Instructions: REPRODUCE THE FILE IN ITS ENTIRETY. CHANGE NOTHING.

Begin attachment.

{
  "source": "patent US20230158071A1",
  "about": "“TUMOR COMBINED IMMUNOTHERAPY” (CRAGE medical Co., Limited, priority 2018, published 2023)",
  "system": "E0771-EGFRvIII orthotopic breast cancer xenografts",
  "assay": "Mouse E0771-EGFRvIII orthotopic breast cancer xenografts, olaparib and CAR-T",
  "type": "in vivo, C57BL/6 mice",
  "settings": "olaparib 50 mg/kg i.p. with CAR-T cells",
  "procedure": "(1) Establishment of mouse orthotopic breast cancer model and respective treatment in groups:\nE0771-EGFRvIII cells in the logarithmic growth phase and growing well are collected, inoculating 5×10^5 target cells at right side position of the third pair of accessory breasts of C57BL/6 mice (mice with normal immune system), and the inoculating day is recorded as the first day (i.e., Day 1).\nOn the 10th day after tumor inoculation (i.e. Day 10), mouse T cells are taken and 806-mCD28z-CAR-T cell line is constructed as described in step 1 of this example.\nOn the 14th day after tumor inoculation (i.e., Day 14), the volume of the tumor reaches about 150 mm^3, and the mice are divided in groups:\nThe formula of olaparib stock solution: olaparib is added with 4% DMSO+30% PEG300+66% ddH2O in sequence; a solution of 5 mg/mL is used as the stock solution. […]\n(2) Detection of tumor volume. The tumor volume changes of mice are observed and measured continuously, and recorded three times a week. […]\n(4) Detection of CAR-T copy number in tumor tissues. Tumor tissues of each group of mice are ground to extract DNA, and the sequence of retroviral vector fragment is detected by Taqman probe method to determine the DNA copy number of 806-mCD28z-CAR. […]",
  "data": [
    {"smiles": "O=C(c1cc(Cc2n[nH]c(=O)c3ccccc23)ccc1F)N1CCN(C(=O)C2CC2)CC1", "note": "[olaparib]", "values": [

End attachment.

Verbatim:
{
  "source": "patent US20230158071A1",
  "about": "“TUMOR COMBINED IMMUNOTHERAPY” (CRAGE medical Co., Limited, priority 2018, published 2023)",
  "system": "E0771-EGFRvIII orthotopic breast cancer xenografts",
  "assay": "Mouse E0771-EGFRvIII orthotopic breast cancer xenografts, olaparib and CAR-T",
  "type": "in vivo, C57BL/6 mice",
  "settings": "olaparib 50 mg/kg i.p. with CAR-T cells",
  "procedure": "(1) Establishment of mouse orthotopic breast cancer model and respective treatment in groups:\nE0771-EGFRvIII cells in the logarithmic growth phase and growing well are collected, inoculating 5×10^5 target cells at right side position of the third pair of accessory breasts of C57BL/6 mice (mice with normal immune system), and the inoculating day is recorded as the first day (i.e., Day 1).\nOn the 10th day after tumor inoculation (i.e. Day 10), mouse T cells are taken and 806-mCD28z-CAR-T cell line is constructed as described in step 1 of this example.\nOn the 14th day after tumor inoculation (i.e., Day 14), the volume of the tumor reaches about 150 mm^3, and the mice are divided in groups:\nThe formula of olaparib stock solution: olaparib is added with 4% DMSO+30% PEG300+66% ddH2O in sequence; a solution of 5 mg/mL is used as the stock solution. […]\n(2) Detection of tumor volume. The tumor volume changes of mice are observed and measured continuously, and recorded three times a week. […]\n(4) Detection of CAR-T copy number in tumor tissues. Tumor tissues of each group of mice are ground to extract DNA, and the sequence of retroviral vector fragment is detected by Taqman probe method to determine the DNA copy number of 806-mCD28z-CAR. […]",
  "data": [
    {"smiles": "O=C(c1cc(Cc2n[nH]c(=O)c3ccccc23)ccc1F)N1CCN(C(=O)C2CC2)CC1", "note": "[olaparib]", "values": [